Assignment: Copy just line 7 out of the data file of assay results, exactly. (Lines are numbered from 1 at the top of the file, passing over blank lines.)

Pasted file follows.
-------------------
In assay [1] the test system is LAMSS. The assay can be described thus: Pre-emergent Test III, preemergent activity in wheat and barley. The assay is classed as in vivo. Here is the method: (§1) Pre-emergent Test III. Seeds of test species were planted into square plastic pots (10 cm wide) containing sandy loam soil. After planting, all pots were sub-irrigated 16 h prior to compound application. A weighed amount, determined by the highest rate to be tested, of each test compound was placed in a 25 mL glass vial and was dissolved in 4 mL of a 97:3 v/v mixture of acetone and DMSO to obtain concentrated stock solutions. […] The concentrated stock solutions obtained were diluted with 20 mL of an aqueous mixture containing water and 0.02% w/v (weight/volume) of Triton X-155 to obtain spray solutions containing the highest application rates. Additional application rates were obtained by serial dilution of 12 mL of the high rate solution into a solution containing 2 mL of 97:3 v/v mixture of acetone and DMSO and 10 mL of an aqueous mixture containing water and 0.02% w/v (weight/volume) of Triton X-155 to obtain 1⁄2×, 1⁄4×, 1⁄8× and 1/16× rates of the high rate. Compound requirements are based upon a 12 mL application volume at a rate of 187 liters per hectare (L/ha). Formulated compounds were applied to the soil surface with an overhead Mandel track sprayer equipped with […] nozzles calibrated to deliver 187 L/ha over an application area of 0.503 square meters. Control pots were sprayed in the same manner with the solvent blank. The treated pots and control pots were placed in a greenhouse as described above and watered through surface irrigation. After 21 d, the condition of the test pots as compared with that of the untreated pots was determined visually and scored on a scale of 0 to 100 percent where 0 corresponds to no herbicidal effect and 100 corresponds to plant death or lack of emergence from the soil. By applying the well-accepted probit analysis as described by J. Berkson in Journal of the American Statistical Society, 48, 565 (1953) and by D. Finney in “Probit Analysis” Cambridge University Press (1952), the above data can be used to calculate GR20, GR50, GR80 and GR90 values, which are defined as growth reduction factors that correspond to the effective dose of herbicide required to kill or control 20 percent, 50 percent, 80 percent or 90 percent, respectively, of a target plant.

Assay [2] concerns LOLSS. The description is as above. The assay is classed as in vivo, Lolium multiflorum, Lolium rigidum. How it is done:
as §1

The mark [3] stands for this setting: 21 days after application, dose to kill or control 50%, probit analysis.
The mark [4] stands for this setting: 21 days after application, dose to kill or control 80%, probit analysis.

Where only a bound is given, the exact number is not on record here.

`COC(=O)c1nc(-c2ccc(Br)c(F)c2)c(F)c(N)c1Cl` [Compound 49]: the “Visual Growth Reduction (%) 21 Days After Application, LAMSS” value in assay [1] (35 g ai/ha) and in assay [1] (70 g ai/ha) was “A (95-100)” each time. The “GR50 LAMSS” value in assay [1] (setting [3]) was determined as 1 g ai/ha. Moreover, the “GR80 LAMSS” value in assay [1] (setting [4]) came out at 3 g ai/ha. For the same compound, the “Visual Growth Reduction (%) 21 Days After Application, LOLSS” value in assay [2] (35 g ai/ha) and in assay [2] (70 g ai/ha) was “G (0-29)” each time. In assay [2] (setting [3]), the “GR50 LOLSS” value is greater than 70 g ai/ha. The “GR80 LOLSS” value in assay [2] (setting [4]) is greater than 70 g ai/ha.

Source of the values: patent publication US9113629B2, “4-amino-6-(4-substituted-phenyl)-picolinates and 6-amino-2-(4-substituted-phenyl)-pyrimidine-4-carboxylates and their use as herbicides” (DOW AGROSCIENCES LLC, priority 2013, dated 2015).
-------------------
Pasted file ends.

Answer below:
`COC(=O)c1nc(-c2ccc(Br)c(F)c2)c(F)c(N)c1Cl` [Compound 49]: the “Visual Growth Reduction (%) 21 Days After Application, LAMSS” value in assay [1] (35 g ai/ha) and in assay [1] (70 g ai/ha) was “A (95-100)” each time. The “GR50 LAMSS” value in assay [1] (setting [3]) was determined as 1 g ai/ha. Moreover, the “GR80 LAMSS” value in assay [1] (setting [4]) came out at 3 g ai/ha. For the same compound, the “Visual Growth Reduction (%) 21 Days After Application, LOLSS” value in assay [2] (35 g ai/ha) and in assay [2] (70 g ai/ha) was “G (0-29)” each time. In assay [2] (setting [3]), the “GR50 LOLSS” value is greater than 70 g ai/ha. The “GR80 LOLSS” value in assay [2] (setting [4]) is greater than 70 g ai/ha.